Tuesday, December 9, 2008

Arabia in Finland


I bought this small round plate for .25c at a yard sale down the street from me a few years ago. Gleefully, I brought it home and added it to my collection of other small plates that I have amassed over the years; most have been gifts. Like many other Finnish Canadians, I have a number of various small plates like this up on the walls--a collecting pastime that the Japanese seem to like to do, too. On the back of this plate it reads: Arabia Finland. Toivo G. Utrianen. Utriainen was a prolific Finnish artist who wanted to spread beauty around. He said, to me the forest is my temple. He said, I am not a frequent or eager churchgoer, but find God in nature and that's where I find stillness. Without belief the world is empty.

The back of this plate reads: Arabia Finland. Lapinäiti. Lapp woman. Design: Anita Rantanen-Siewers.
The Saami people and culture is a common theme appropriated by Finns for inspiration in art and for tourism, especially the Santa industry and all things Northern, much like non-native Canadians use First Nations peoples and their cultural symbols and meanings. For example, take the inukshuk (pardon the pun), which has seen increasing appropriation and commodification, from the 2010 Vancouver Olympics and the cover of books (that don't even have one essay by an Inuk writer despite purporting to be a book showcasing Canadian writers!) to realtors:

"Our team has chosen the Inukshuk to symbolize our business. We are here to guide you safely and comfortably through the sale and/or purchase of your cherished asset, your home."


But back to Arabia. The back of this plate reads: Lappalaiset Nuotiolla. Lapps by a Campfire. A. Alariesto 46. Made by ARABIA FINLAND. I'm not really sure if Andreas Alariesto was a Finn or Saami (or both), but what I am sure of is that there is an industry that has emerged from his work, which was a creation of his imagination. Now, I'm not against promoting the arts, for certainly artists need to make a living, too, and we should value "arts" much more than we do, especially in policy, but I do think how that art is produced and taken up is an area for discussion.


image from Suomen kasvot. The Face of Finland. (1948). One of those rummage sale books I've amassed. Some major Orientalism happening here. It's a photo of the artistic director of the Arabia factory making (or pretending to touch up for the photo op) a nude nubile African woman while an Egyptian feline looks on and another topless lithe black female poses regally in the background.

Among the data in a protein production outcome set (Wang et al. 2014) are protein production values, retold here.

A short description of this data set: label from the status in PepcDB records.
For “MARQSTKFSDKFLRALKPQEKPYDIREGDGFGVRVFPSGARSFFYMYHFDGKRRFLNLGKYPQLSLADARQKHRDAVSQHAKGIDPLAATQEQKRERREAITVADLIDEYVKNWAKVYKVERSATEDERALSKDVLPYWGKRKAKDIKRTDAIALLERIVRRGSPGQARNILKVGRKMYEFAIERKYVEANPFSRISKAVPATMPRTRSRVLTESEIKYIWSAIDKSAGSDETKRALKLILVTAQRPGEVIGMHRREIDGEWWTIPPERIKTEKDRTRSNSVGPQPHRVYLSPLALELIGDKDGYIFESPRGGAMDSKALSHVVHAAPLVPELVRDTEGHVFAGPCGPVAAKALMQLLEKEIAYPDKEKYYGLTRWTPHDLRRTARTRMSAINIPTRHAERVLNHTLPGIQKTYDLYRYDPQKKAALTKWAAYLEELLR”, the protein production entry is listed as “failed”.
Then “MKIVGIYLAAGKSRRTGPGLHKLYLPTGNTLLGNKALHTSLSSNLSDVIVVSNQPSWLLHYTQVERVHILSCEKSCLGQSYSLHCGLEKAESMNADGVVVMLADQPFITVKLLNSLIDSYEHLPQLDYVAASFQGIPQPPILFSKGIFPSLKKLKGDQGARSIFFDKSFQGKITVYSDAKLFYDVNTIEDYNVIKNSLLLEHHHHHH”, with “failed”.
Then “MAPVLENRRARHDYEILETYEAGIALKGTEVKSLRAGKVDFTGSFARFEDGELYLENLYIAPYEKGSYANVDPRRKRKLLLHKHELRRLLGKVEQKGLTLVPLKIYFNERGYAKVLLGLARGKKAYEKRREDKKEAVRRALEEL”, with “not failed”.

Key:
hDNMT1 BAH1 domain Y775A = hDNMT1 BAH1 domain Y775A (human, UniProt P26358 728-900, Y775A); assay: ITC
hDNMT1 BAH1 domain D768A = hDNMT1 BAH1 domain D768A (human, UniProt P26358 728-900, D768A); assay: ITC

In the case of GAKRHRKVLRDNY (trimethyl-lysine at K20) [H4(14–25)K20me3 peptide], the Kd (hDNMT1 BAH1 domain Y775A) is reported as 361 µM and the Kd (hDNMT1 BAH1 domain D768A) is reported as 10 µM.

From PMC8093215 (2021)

I remember as a young girl wondering about this name "Arabia" that I saw stamped on the bottom of bowls and plates. It sounded so exotic. I remember asking my mom about it. What does it mean? It's just a name, she replied, the name of the company, and went back to her work in the kitchen. The company, Arabia, has a 130 year history in Finland. The old factory grounds is now a suburb of Helsinki called Arabianranta, or The Arabian Shore, which until gentrification was an area of many homeless. I laughed when I saw the names of the streets because in typical Finnish fashion of lumping all exoticism and differences together, the street names are an Orientalist jumble: Cairo, Damascus, Korea, Siam, Syria, Indian, Java, Sumatra, Japan, Arabian Road and Arabian Shore, and just a jog down, Berlin, London and Paris. Only in Finland would Japan find its way into Arabianranta...

4 comments:

rauna said...

I can't believe you have all these 'Lapp'-themed plates! They used to make me cringe every time I saw them for the exact reasons you mention. The Arctic Circle just outside Rovaniemi is the worst of the worst when it comes to exploiting Sami culture and presenting the Sami as the Santa's little helpers... (See http://www.santaclausvillage.info/eng/main.htm and http://www.arcticcircle-information.fi/sami.html where the Sami are called 'a national population group,' not an indigenous people...). There have been several demonstrations to oppose this, with very little concrete results. The latest was recently, at the end of October in conjunction with the Sami Conference held in Rovaniemi, organized by Sami youth. As usual, Finnish media didn't give it much attention. And no, Andreas Alariesto wasn't Sami.

northshorewoman said...

Yes, I have those plates! Aren't we all in some ways complicit in this consumer world of ours? How does one live a life clean of all taint? I even have a bracelet made of African elephant ivory, that also was a gift given to me about 28 years ago. And I have lots of gold which is one of the dirtiest of all commodities, that is responsible for so much contamination and environmental and social destruction. I guess I can write a long list of my complicities with destruction. Maybe I will make up a list of 100 things and send it around email and folks can check off how many things they have done/are doing that contribute to problems.

American Finn said...

Not sure where rauna's info is from, but Alariesto definitely was Sami! For Andreas Alariesto the preservation of Sámi culture was an ultimate task and most of his work reflects the sadness of disappearing the traditional lifestyle.

There will be an expo of his work in Sami Museum in Inari, Finland this summer...

http://www.samimuseum.fi/english/kalenteri/en_index.html

Anonymous said...

Snobs !